Prada was founded in Milan in 1913 by Mario Prada as a luxury leather-goods firm, but it made little impact on the world of fashion until after Miuccia Prada took charge of her grandfather's company in 1978. Her first big success was a black nylon backpack with a triangular silver label. Soon her shoe and handbag designs became the focus of a veritable cult of fashionable consumers in Europe, America, and Japan. Miuccia Prada and her husband and business partner, Patrizio Bertelli, maintain close control over the company. They added a ready-to-wear line in 1989 and inaugurated the younger, slightly less expensive Miu Miu line in 1992, followed by Prada Sport, whose iconic red line is almost as recognized in certain circles as Nike's swoosh symbol. A string of shops and boutiques in Paris, New York, and San Francisco, designed in collaboration with the architect Rem Koolhaas, became instantly famous. Prada also engaged in a series of complex ownership maneuvers in the late 1990s, buying and selling stakes in Gucci, Fendi, and other companies and forming a partnership with Azzedine Alaïa in 2000.
Prada clothes and accessories have been described as both classic and eccentric, frumpy but hip, marked by an ambiguous techno-retro sensibility. On the one hand, Prada's style is modern, drawing on northern Italian traditions of discreet elegance and fine craftsmanship. On the other hand, as Miuccia Prada said in 1995, "I make ugly clothes from ugly material. Simply bad taste. But they end up looking good anyway." She may have been referring to that season's "bad taste" collection, featuring such styles as a Formica check design, which evoked the look of 1970s polyester. Several years later she said, "I have always thought that Prada clothes looked kind of normal, but not quite normal. Maybe they have little twists that are disturbing, or something about them that's not quite acceptable. … Prada is not clothing for the bourgeoisie."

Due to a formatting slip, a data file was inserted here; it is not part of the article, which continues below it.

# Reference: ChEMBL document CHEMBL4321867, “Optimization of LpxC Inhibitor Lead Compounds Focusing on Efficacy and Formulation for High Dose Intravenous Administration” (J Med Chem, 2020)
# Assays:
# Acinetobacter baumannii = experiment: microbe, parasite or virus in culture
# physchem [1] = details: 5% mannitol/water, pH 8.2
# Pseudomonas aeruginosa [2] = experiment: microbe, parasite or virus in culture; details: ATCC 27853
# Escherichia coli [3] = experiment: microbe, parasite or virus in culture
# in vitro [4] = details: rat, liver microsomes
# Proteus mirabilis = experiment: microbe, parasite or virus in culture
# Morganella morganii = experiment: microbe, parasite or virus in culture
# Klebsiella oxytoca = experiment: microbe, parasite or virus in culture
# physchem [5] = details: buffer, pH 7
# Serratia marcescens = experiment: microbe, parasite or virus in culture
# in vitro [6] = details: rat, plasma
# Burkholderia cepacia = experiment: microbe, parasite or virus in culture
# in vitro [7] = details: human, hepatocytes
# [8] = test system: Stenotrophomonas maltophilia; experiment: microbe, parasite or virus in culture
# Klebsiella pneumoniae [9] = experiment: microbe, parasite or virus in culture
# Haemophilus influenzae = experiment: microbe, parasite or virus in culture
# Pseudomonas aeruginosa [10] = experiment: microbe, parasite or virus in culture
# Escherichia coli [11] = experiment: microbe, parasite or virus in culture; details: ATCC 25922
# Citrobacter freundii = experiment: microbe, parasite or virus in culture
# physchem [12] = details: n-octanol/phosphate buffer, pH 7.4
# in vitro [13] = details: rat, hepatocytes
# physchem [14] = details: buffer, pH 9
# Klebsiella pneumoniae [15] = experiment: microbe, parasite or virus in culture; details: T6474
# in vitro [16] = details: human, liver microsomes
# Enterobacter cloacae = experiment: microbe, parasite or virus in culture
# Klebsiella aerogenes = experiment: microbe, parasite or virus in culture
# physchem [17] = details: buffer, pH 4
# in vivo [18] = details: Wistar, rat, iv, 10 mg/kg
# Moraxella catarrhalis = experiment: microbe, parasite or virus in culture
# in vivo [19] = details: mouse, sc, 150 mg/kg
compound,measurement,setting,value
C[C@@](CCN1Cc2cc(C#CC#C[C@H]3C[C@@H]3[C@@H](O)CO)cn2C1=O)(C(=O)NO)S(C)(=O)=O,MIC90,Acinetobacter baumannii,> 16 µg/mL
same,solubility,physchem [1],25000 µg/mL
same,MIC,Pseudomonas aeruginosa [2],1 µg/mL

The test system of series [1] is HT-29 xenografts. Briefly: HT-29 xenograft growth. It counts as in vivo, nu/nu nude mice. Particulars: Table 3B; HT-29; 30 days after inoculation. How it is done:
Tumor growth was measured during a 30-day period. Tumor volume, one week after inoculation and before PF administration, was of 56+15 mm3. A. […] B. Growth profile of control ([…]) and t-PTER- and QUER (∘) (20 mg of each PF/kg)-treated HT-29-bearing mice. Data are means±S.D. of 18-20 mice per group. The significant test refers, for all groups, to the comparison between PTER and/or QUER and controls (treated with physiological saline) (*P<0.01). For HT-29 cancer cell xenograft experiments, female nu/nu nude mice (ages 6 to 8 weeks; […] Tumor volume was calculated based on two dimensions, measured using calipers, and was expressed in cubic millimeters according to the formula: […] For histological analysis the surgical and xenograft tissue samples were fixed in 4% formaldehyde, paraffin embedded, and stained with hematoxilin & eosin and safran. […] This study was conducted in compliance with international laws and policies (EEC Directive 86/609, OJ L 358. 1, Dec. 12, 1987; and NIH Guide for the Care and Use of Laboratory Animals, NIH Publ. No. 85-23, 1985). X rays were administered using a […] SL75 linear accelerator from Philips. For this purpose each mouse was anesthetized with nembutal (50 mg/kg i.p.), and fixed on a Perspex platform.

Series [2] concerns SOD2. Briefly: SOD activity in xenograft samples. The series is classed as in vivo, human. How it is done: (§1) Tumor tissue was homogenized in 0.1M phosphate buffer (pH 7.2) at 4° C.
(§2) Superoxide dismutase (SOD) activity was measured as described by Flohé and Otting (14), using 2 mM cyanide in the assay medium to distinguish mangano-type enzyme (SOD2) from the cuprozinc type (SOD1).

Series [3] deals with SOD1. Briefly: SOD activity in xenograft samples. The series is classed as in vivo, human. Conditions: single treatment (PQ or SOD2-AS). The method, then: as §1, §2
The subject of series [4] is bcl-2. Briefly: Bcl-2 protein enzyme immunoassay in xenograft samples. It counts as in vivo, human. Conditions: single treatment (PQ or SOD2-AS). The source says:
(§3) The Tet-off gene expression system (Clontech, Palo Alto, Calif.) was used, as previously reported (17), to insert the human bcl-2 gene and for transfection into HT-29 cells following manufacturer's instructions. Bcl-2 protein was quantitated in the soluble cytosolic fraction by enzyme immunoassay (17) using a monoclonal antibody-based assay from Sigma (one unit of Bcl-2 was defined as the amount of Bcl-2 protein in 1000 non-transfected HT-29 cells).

Eccentricity and Intellectual Purity
The eccentricity and intellectual purity of Miuccia Prada's clothes appeal to intellectuals and artists, while fashion editors are drawn to her constant experimentalism. Prada produced very strong collections in 2003 and 2004 that reaffirm her own aesthetic sensibilities and the stature of her company.
See also Alaïa Alaia; Fendi; Gucci; Handbags and Purses; Retro Styles; Shoes.
Buxbaum, Gerda, ed. Icons of Fashion: The Twentieth Century. New York: Prestel, 1999.